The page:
INDIANAPOLIS, Ind.—When Teddy and Jerry Amoloza first heard about Shen Yun Performing Arts, they couldn’t attend it in Normal, Ill., so they decided to drive to Indianapolis to catch the performance, on April 19, at Clowes Memorial Hall of Butler University.
Using the performing arts, Shen Yun, based in New York, aims to restore 5,000 years of Chinese culture.
Mr. Amoloza teaches economics at East Central College in Missouri, but lives in Bloomington, Ill. Mrs. Amoloza just stepped down as the executive director of ASIANetwork, which promotes Asian studies in the Liberal Arts colleges in the U.S. She teaches sociology and international studies at Illinois Wesleyan University.
“I’m interested in anything Asian,” Mrs. Amoloza explained, and she felt that Shen Yun provided a different look at China, a look from an arts’ perspective.
The ancient culture that Shen Yun aims to revive includes its traditional values and spiritual heritage, all but lost during years of communist rule.
At the “very beginning there was this depiction of creation, of how humankind came into being, and it came from an eternal being,” she said, describing the first dance of the presentation.
“The society of China’s culture—the depiction [by Shen Yun]—is coming from a deity,” she said. “What they’re trying to depict is that there is this kind of unity,” she said. “It’s the unity of heaven and earth.”
“China was once known as Shen Zhou? The Divine Land. This profound name describes a land where deities and mortals coexisted, and a belief that the divine transmitted a rich culture to the people of the earth,” Shen Yun’s website states.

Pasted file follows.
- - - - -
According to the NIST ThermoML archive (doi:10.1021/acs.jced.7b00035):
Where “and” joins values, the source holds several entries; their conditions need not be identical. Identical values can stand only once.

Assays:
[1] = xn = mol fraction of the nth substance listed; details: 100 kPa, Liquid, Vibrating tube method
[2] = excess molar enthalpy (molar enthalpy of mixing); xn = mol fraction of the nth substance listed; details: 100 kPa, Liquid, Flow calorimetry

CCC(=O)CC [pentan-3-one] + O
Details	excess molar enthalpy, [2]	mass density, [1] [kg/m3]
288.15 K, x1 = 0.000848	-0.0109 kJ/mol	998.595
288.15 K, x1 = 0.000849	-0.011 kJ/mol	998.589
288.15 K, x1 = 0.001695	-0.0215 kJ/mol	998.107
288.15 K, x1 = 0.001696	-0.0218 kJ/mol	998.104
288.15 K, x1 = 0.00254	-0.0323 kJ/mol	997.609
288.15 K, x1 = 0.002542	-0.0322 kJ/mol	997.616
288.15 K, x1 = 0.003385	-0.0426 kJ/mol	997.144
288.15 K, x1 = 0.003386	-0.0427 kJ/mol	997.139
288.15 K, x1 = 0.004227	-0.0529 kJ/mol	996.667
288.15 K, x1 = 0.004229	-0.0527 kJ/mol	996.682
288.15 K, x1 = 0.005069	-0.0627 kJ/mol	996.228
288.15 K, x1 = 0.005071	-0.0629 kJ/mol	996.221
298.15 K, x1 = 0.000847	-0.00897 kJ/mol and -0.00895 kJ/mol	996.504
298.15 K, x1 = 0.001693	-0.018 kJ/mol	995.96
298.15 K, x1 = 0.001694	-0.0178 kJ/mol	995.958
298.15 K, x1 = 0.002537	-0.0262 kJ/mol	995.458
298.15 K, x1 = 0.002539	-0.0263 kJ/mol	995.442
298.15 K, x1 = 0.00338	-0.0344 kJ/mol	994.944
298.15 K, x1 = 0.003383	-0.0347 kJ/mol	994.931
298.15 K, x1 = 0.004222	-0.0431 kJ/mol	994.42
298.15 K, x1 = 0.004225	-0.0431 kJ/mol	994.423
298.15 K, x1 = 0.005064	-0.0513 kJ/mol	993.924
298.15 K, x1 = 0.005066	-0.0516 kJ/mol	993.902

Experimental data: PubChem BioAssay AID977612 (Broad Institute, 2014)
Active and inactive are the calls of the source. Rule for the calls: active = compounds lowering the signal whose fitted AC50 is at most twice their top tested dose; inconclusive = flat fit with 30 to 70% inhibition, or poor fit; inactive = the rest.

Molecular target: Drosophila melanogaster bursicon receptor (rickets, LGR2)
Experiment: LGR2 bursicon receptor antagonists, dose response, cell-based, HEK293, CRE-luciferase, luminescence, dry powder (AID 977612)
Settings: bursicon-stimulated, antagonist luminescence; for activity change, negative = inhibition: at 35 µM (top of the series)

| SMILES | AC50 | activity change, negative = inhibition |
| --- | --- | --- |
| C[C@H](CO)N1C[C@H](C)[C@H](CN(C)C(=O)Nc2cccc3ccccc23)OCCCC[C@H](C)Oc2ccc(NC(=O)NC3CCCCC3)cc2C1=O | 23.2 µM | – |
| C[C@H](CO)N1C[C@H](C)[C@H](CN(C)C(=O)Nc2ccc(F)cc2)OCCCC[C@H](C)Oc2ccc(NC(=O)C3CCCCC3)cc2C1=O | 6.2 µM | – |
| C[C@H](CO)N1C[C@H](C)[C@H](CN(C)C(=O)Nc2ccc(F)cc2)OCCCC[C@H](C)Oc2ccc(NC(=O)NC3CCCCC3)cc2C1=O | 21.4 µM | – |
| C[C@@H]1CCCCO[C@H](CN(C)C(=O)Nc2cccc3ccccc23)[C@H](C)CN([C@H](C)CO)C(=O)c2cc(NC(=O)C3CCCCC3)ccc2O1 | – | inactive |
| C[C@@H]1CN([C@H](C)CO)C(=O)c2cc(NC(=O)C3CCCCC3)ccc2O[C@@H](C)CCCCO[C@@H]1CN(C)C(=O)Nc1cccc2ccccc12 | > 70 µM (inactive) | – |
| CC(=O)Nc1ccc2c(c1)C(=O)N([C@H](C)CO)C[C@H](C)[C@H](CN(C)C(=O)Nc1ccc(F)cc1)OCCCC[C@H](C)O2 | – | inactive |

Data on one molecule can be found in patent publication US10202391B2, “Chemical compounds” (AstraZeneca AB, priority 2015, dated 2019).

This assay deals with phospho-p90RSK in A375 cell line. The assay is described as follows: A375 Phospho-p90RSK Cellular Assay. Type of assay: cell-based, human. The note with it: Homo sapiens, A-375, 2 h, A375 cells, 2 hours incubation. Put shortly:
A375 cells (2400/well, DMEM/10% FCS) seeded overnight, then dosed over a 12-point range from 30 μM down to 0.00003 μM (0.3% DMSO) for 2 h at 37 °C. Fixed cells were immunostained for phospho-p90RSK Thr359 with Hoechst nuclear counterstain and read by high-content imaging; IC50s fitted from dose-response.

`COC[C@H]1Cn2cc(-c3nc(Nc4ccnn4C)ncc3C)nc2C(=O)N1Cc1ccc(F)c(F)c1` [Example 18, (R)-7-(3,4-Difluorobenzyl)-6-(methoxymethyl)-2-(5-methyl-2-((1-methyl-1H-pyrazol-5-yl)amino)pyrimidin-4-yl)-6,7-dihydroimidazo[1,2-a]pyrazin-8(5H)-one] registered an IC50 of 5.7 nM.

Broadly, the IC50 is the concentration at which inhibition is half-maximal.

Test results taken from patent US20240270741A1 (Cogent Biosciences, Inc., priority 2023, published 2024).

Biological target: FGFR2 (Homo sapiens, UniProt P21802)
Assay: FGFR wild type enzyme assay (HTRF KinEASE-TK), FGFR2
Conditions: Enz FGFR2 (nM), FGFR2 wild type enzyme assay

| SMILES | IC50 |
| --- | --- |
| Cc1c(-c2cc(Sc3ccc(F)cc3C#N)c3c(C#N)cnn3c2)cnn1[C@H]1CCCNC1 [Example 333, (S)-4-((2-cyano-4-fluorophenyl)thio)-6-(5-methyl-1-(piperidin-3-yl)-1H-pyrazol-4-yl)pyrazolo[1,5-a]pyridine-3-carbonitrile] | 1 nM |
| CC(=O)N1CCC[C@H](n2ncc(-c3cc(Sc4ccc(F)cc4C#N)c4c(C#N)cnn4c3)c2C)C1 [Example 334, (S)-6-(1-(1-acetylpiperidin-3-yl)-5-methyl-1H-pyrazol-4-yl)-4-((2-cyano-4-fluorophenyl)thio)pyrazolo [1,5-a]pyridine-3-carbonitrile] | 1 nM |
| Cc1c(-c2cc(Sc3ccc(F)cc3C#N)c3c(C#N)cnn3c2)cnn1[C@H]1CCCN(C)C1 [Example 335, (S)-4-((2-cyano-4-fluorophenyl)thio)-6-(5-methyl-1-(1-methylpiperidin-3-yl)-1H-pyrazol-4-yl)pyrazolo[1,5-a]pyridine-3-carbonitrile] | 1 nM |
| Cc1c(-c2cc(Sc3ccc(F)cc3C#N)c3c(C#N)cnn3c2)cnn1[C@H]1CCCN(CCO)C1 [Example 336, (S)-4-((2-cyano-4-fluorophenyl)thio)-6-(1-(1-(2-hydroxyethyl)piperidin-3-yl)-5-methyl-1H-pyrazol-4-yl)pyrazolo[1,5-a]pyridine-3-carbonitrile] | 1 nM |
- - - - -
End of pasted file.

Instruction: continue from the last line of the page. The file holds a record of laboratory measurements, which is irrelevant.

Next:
Furthermore, “Throughout history almost every culture looked toward the divine for inspiration. Art was meant to uplift, bringing joy to both the people who created and experienced it. It is this principle that drives Shen Yun performers and their art.”
Some of the short dances making up the evening’s performance tell stories of courage from China today. These depict the plight of Falun Gong, a spiritual meditation practice that follows Truthfulness, Compassion, and Tolerance. It is currently oppressed in China.
“Having seen the show and having learned that its based in New York , … it can depict some aspects of China’s society that probably would not be welcome within China, … like the depiction of the Falun Gong, for example, and the freedom to worship that’s being repressed,” she said.
Professor Amoloza found the spiritual message to be universal.
“I think it doesn’t matter whether it is Christian, or Buddhist, or Taoist, or Confucianism, I think there’s just that universal principle of human beings being kind to one another and being good to another, and trying to understand each other, and the chaos in the world would probably not exist,” she said.
Reporting by Valerie Avore and Sharon Kilarski
New York-based Shen Yun Performing Arts has four touring companies that perform simultaneously around the world. For more information, visit Shen Yun Performing Arts.
The Epoch Times considers Shen Yun Performing Arts the significant cultural event of our time. We have proudly covered audience reactions since Shen Yun’s inception in 2006.